- An increasing number of investors.Economic growth in that period offered mankind reasons of trust and optimism. Social stability and prosperity seemed to be installed for long. For months, before the stock market crashed, the U.S. was gripped by a frenzy of purchasing all over the country. The brokerage offices filled every day people hungry for profit. “Payment rate” allowed all employees to buy shares on credit. The New York Stock Exchange-NYSE trading volume rose from 433 million in debt securities 1925 to 757000000 in 1929. Thus, the investment in stock exchange became more profitable than depositing money in banks. Obviously, not everyone can invest on the stock market, but only a minority, whereas 0.1% of the U.S. population owned 34% of the total savings. Therefore, 0.1% of the population, banks and companies could afford to speculate on the stock exchange. Population savings banks and firms heavily invested in corporate bonds, speculating on the stock market in the short term based on getting a better income from high yield securities than bank interest. To stop the growth hedge the FED (Federal Bank) decided to increase the discount rate / interest at 6%.
- The cheap money policy. During this period, the banking system provided loans to Americans much easier than before and it is likely that, in addition to cars and houses, many of those that took loans invested some money in the stock market.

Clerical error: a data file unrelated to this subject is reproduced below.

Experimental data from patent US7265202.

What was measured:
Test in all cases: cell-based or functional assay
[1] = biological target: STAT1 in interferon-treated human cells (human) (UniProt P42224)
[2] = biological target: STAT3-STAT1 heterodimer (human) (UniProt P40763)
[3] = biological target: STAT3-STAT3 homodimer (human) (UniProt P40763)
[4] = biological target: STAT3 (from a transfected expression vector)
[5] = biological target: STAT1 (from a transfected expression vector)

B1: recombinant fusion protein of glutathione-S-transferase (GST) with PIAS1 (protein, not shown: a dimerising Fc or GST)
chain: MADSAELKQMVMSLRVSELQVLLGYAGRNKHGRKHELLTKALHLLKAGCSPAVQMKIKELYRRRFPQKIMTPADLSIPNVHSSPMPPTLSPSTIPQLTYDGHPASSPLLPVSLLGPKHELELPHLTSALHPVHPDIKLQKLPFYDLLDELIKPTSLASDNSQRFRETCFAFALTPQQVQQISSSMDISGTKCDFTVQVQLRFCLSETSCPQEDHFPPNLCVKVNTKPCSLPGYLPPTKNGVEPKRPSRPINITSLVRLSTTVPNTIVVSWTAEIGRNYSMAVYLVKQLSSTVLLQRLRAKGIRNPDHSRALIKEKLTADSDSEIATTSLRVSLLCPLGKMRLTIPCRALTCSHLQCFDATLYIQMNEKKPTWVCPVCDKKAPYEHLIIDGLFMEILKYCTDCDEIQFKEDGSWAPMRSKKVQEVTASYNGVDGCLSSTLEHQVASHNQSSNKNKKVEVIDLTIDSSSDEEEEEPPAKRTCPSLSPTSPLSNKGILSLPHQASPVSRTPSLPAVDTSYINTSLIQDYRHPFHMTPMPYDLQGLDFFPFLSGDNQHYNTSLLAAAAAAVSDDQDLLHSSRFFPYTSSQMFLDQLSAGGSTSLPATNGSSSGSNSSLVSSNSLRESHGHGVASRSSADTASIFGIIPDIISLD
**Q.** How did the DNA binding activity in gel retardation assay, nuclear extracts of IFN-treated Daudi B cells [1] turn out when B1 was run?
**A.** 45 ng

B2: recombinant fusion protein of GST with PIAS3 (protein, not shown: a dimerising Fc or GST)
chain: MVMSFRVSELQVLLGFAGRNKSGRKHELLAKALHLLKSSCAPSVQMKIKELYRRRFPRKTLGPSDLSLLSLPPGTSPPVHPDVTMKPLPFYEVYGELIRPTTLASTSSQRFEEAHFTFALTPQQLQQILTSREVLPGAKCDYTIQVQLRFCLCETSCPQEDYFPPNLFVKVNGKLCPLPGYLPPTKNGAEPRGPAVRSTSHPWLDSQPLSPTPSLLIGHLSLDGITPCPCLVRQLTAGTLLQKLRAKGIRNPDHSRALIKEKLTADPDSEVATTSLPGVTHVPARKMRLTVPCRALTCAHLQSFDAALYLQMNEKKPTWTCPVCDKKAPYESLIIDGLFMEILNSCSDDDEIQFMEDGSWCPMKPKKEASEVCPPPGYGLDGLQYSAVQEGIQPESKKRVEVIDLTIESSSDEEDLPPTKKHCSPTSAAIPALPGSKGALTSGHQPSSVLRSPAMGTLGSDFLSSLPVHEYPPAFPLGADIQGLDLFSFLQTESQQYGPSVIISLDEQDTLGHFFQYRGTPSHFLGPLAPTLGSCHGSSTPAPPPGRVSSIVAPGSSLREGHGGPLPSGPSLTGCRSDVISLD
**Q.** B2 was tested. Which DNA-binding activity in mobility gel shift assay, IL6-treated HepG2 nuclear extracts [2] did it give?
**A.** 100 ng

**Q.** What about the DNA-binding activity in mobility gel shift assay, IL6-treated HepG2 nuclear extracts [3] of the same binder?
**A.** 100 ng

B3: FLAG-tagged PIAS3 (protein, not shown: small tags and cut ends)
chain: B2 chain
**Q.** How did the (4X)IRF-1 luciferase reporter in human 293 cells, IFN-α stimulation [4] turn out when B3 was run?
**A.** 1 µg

- Investment companies created overproduction. In 1925, the industry manifested early signs of overproduction (growth stocks). However, in anticipation of increased demand, the company management decided to reinvest profits in new production capacities, increasing the already existing problem. New workers were hired and they began to buy goods and services on credit, thereby increasing production and stimulating an increase in share prices.
- Lack of regulation concerning the business of stock. At that time, the legal framework was extremely permissive and therefore, companies could increase their capital by issuing new shares that were sold to investors. Trading “margin” exploded and investors bought stocks on margin (paying only a fraction of the value) in a context of a continuing uptrend, hoping that they will sell them a few months later at a higher price and earn the difference. This led to a giant pyramid scheme since most of the money that was invested in the stock didn’t exist.